Pulling Back the Veil: A Sermon for the First Sunday of Advent

Gospel Lesson: Luke 21:25-36

Undoubtedly, some of you got ready for worship this morning in homes already decorated for Christmas. You could hardly wait for Thanksgiving to be over so you could bound down to the basement or climb into the attic to pull the decorations from their precarious place on the shelf. For some of you, the tree has already been cut down, shaken, and stood up. The light strands have been untangled and sorted into piles that work and piles that should have been replaced years ago. The garland has been unfurled and wrapped around bannisters or laid upon the mantle. Some of you have already started listening to your favorite Christmas music and you’re just beginning to feel that stirring of nostalgia and warmth that comes with the holiday season.

But just as you’ve settled into the annual ascent to the cultural feelings of good tidings and great joy…just when you think Christmas is here…just when you think that peace on earth and goodwill toward all has arrived, the lectionary assigns to us this strange Gospel passage we just heard read from Luke 21.

Our Scripture for this morning is not, as you might have anticipated, a nativity scene. In it, we find no angels singing, no shepherds kneeling, no wise men worshiping, and no Christ-child sleeping. Instead, we find a very adult Jesus speaking about global distress and people fainting from fear. We find Jesus talking about dissipation, drunkenness, and the worries of life. This doesn’t sound very Christmas-like of Jesus.

Today, the lectionary wants me to speak about the signs in the sun, moon, and stars. But, if I can be honest with you, I’d rather have a steaming glass of hot chocolate instead. Today, the lectionary wants me to talk about vengeance and distress upon the earth. But, honestly, I’d rather put on a warm sweater and Bing Crosby’s “White Christmas” and not think about these things. For someone who is supposedly “the reason for the season” Jesus is a huge downer today!

But in the midst of all this frightening language and apocalyptic imagery, perhaps there is some good news for us this morning. Before we dive in, let us pray:

Living God,

Speak to me, speak through me, if necessary speak in spite of me, but always beyond me. As you speak, give to us open ears, soft hearts, and courageous minds, that we might be shaped by your word and our lives might be justly ordered according to your wisdom which orders all things for good. We pray these things in the name of Jesus Christ: who was, who is, and who is to come.


These days between Thanksgiving and Christmas form a season of the year when most of us are acutely aware of and supremely concerned with time. Perhaps it’s because there are so many things to do between now and Christmas that we’re afraid we won’t have enough time. Perhaps its because of all the parties and end of the year work projects that we feel as if everyone wants a piece of our time. Or, perhaps, its because as they days literally grow shorter, it feels like time us running out more quickly each and every day.

But Christians have always been concerned with time. So the Church, in her creativity and wisdom, decided long ago to create its own Christian calendar as a way of marking time with the story of Jesus — from birth, to ministry, to death and resurrection. So this morning’s Scripture doesn’t sound like Christmas because, according to the Christian calendar, we are not quite to the Christmas season just yet. Today is the first day of the new Christian year. It is the first Sunday of Advent and Advent is a season of preparation. So over the next four weeks, we will not be hearing about shepherds and wise-men. Instead, we will hear Scripture passages that offer us some instruction on how to live our lives in this Advent season if we are to be ready for Christmas. And as time itself ripens towards the due date of Christmas, our hearts, God-willing, will also ripen until they burst open ready to receive the good news of God’s arrival among us.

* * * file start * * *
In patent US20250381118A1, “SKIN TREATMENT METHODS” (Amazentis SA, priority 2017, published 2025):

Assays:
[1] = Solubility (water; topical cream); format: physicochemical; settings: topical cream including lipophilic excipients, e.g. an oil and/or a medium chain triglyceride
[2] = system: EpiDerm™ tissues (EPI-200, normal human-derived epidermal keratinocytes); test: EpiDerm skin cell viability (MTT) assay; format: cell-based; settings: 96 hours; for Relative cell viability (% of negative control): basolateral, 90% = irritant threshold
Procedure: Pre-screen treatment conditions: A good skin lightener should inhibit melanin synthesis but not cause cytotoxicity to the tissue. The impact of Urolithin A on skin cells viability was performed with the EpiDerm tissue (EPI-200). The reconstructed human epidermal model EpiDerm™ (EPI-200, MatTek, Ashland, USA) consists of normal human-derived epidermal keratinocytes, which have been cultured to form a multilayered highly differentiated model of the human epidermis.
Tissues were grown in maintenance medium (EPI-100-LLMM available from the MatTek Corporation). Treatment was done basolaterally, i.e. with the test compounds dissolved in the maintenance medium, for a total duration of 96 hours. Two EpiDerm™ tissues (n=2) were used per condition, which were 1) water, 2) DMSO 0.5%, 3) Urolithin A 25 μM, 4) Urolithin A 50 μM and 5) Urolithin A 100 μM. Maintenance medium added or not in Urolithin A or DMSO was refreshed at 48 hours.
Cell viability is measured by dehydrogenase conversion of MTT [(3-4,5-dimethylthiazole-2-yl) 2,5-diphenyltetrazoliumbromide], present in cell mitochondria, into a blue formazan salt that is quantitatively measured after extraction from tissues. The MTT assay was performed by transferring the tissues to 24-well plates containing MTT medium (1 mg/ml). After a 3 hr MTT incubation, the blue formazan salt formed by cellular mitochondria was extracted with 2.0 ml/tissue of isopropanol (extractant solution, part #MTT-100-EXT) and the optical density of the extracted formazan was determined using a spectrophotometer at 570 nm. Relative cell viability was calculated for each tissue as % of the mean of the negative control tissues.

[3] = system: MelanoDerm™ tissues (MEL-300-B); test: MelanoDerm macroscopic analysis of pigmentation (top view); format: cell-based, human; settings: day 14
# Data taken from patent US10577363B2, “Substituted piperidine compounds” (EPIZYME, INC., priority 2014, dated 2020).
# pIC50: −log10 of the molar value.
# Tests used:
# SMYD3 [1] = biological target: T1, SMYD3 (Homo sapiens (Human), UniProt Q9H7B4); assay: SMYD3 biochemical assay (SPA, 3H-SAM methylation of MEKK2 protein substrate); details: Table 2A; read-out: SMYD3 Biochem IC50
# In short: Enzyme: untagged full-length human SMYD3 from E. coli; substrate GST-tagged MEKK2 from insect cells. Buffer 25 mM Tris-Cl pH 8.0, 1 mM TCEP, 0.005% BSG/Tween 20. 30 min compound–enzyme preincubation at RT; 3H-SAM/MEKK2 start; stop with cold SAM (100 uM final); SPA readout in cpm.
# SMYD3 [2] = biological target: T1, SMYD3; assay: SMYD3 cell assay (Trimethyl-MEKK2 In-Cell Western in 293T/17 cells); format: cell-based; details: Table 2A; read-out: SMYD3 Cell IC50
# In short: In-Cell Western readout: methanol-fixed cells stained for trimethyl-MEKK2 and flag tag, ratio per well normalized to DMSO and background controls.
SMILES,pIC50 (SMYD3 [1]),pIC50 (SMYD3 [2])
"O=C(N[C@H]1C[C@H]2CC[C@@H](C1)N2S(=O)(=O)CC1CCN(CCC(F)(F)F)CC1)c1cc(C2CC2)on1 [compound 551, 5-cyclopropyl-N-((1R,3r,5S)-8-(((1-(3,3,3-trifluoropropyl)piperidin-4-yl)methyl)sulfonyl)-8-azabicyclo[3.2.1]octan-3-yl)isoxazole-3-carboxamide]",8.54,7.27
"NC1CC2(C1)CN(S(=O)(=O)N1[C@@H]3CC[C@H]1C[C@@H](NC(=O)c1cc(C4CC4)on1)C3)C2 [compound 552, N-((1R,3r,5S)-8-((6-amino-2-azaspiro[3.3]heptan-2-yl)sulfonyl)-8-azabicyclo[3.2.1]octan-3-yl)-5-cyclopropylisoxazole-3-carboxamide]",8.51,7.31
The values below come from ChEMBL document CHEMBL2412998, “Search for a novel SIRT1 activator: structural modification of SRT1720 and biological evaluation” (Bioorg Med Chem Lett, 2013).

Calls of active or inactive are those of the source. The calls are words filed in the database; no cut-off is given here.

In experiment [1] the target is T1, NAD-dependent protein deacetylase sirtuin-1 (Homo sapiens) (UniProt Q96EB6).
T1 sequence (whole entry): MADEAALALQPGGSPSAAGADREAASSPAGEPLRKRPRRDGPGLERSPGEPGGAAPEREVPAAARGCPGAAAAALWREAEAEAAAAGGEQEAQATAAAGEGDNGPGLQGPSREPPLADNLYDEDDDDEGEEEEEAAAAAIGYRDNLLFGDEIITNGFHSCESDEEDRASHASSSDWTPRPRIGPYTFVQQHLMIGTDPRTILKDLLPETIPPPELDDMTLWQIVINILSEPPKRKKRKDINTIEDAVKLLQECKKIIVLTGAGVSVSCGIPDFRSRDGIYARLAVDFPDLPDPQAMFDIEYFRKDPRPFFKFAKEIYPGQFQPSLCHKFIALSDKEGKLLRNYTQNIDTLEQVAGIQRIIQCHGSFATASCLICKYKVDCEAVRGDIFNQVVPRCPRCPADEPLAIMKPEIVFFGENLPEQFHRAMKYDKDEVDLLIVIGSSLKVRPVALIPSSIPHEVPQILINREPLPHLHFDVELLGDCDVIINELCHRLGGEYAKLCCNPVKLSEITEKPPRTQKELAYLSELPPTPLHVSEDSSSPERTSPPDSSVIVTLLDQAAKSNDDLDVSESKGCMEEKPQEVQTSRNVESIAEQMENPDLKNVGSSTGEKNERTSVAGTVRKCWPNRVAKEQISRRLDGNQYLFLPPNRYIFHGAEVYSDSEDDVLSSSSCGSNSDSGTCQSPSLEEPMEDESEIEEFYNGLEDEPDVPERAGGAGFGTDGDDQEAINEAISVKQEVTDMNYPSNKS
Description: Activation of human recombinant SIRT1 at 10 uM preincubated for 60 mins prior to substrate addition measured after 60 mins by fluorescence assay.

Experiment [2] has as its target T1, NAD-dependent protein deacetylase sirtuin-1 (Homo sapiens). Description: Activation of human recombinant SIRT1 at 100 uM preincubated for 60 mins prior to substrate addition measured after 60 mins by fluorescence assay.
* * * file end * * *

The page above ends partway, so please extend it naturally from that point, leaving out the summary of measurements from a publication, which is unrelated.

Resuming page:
In this morning’s Scripture passage, Jesus tells us to “Lift up our heads.” Later he says, “Be on guard.” Once more, he warns us, “Be alert at all times.”  In The Message Translation it says, “Don’t fall asleep at the switch.” Lift up your heads! Be on guard! Be alert at all times! Keep awake!

As an over-caffeinated graduate student, rarely do I need reminding to keep awake and stay alert. But perhaps Jesus is not trying to increase the ranks of the insomniacs among us. Perhaps the problem is not that we are literally asleep but that we are distracted by or pre-occupied with the wrong things. Jesus isn’t interested in our ordering an extra shot of espresso with our morning coffee. This Advent, Jesus wants us to watch. Jesus wants us to pay attention to the world around us. It is the urgent work of attentiveness that is at the heart of this morning’s Scripture.

The words from Luke’s Gospel, assigned to us on the first Sunday of Advent, don’t sound like the beginning of a new year. They sound like this beginning of the end; which is why this passage is often referred to as the “little apocalypse.” When we hear the word apocalypse, it typically calls to mind images of chaos and catastrophic destruction. But the word apocalypse comes from the greek word which means, “to reveal,” or “uncover.” Think of it as a pulling back of the veil to see what is really there. Advent is a season of preparation but in our preparation, Jesus wants us to watch, to pay attention, to see what is really there.